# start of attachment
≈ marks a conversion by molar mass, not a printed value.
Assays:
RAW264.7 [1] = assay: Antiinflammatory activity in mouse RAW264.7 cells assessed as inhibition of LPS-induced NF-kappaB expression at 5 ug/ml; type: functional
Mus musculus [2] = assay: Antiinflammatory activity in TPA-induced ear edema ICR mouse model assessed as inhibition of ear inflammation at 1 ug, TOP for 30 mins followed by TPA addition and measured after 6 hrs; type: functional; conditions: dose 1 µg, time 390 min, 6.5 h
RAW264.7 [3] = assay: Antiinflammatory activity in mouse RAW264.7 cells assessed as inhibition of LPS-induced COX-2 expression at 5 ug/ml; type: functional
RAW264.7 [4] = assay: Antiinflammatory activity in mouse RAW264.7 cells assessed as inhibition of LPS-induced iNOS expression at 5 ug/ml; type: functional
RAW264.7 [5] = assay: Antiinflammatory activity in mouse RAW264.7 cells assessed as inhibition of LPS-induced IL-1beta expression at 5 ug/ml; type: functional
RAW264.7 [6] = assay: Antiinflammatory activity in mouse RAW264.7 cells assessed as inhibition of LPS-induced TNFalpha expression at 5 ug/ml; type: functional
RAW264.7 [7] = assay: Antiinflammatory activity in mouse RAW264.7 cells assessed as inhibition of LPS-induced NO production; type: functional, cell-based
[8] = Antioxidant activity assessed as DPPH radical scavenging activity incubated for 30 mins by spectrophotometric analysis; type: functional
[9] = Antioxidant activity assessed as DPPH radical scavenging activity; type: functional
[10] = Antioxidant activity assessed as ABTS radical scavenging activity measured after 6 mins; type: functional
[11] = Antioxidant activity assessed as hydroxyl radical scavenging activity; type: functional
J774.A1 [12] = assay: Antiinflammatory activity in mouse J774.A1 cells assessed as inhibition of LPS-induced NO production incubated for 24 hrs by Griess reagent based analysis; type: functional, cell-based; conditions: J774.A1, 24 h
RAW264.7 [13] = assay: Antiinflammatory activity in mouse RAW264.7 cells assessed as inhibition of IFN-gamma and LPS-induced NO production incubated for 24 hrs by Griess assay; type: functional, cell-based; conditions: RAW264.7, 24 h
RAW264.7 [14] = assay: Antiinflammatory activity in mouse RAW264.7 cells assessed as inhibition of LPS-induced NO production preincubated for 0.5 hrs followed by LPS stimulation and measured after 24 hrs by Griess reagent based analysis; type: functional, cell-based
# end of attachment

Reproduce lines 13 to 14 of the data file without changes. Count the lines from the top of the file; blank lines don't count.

[11] = Antioxidant activity assessed as hydroxyl radical scavenging activity; type: functional
J774.A1 [12] = assay: Antiinflammatory activity in mouse J774.A1 cells assessed as inhibition of LPS-induced NO production incubated for 24 hrs by Griess reagent based analysis; type: functional, cell-based; conditions: J774.A1, 24 h